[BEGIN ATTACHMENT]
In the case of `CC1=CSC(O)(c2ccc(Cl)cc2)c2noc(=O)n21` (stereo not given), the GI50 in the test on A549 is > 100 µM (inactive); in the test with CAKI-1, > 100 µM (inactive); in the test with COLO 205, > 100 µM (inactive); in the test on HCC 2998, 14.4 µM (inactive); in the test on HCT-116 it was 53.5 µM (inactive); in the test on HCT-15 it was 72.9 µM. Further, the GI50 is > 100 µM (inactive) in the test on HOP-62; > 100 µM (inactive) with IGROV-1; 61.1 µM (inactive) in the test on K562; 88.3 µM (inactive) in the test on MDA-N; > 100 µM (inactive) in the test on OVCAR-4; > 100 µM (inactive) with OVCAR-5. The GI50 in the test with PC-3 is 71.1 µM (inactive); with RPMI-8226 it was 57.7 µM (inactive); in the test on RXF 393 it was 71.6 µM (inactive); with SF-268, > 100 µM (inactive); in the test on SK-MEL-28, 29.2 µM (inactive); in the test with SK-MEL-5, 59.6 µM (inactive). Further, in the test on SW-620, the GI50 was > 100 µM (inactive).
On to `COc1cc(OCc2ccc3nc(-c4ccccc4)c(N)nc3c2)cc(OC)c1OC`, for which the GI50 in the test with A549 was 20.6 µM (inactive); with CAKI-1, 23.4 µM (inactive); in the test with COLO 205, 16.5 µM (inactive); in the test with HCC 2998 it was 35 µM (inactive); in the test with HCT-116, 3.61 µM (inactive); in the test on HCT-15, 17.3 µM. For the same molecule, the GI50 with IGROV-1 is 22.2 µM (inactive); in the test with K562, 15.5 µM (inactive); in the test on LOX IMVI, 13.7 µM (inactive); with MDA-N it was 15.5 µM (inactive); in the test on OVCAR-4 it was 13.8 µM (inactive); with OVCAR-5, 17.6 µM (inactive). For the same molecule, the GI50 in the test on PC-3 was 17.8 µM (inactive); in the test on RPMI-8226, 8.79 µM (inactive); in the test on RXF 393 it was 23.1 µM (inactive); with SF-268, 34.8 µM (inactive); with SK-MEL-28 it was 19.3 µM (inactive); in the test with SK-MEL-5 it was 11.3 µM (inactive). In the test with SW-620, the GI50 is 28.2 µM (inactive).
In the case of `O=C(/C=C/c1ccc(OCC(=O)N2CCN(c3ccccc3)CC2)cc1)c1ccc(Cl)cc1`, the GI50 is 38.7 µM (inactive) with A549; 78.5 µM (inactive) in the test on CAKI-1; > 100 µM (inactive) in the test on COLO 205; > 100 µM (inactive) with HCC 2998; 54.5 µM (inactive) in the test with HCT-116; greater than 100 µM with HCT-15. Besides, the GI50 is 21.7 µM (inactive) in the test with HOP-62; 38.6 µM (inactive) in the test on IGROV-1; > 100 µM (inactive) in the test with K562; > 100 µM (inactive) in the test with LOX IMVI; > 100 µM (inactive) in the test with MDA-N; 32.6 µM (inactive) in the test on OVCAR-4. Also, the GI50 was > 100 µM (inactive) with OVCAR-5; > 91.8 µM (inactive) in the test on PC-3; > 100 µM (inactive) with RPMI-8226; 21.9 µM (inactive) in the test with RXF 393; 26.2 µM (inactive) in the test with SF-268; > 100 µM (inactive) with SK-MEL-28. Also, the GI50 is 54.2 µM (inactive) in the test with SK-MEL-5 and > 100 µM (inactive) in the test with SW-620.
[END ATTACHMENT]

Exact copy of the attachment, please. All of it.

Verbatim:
In the case of `CC1=CSC(O)(c2ccc(Cl)cc2)c2noc(=O)n21` (stereo not given), the GI50 in the test on A549 is > 100 µM (inactive); in the test with CAKI-1, > 100 µM (inactive); in the test with COLO 205, > 100 µM (inactive); in the test on HCC 2998, 14.4 µM (inactive); in the test on HCT-116 it was 53.5 µM (inactive); in the test on HCT-15 it was 72.9 µM. Further, the GI50 is > 100 µM (inactive) in the test on HOP-62; > 100 µM (inactive) with IGROV-1; 61.1 µM (inactive) in the test on K562; 88.3 µM (inactive) in the test on MDA-N; > 100 µM (inactive) in the test on OVCAR-4; > 100 µM (inactive) with OVCAR-5. The GI50 in the test with PC-3 is 71.1 µM (inactive); with RPMI-8226 it was 57.7 µM (inactive); in the test on RXF 393 it was 71.6 µM (inactive); with SF-268, > 100 µM (inactive); in the test on SK-MEL-28, 29.2 µM (inactive); in the test with SK-MEL-5, 59.6 µM (inactive). Further, in the test on SW-620, the GI50 was > 100 µM (inactive).
On to `COc1cc(OCc2ccc3nc(-c4ccccc4)c(N)nc3c2)cc(OC)c1OC`, for which the GI50 in the test with A549 was 20.6 µM (inactive); with CAKI-1, 23.4 µM (inactive); in the test with COLO 205, 16.5 µM (inactive); in the test with HCC 2998 it was 35 µM (inactive); in the test with HCT-116, 3.61 µM (inactive); in the test on HCT-15, 17.3 µM. For the same molecule, the GI50 with IGROV-1 is 22.2 µM (inactive); in the test with K562, 15.5 µM (inactive); in the test on LOX IMVI, 13.7 µM (inactive); with MDA-N it was 15.5 µM (inactive); in the test on OVCAR-4 it was 13.8 µM (inactive); with OVCAR-5, 17.6 µM (inactive). For the same molecule, the GI50 in the test on PC-3 was 17.8 µM (inactive); in the test on RPMI-8226, 8.79 µM (inactive); in the test on RXF 393 it was 23.1 µM (inactive); with SF-268, 34.8 µM (inactive); with SK-MEL-28 it was 19.3 µM (inactive); in the test with SK-MEL-5 it was 11.3 µM (inactive). In the test with SW-620, the GI50 is 28.2 µM (inactive).
In the case of `O=C(/C=C/c1ccc(OCC(=O)N2CCN(c3ccccc3)CC2)cc1)c1ccc(Cl)cc1`, the GI50 is 38.7 µM (inactive) with A549; 78.5 µM (inactive) in the test on CAKI-1; > 100 µM (inactive) in the test on COLO 205; > 100 µM (inactive) with HCC 2998; 54.5 µM (inactive) in the test with HCT-116; greater than 100 µM with HCT-15. Besides, the GI50 is 21.7 µM (inactive) in the test with HOP-62; 38.6 µM (inactive) in the test on IGROV-1; > 100 µM (inactive) in the test with K562; > 100 µM (inactive) in the test with LOX IMVI; > 100 µM (inactive) in the test with MDA-N; 32.6 µM (inactive) in the test on OVCAR-4. Also, the GI50 was > 100 µM (inactive) with OVCAR-5; > 91.8 µM (inactive) in the test on PC-3; > 100 µM (inactive) with RPMI-8226; 21.9 µM (inactive) in the test with RXF 393; 26.2 µM (inactive) in the test with SF-268; > 100 µM (inactive) with SK-MEL-28. Also, the GI50 is 54.2 µM (inactive) in the test with SK-MEL-5 and > 100 µM (inactive) in the test with SW-620.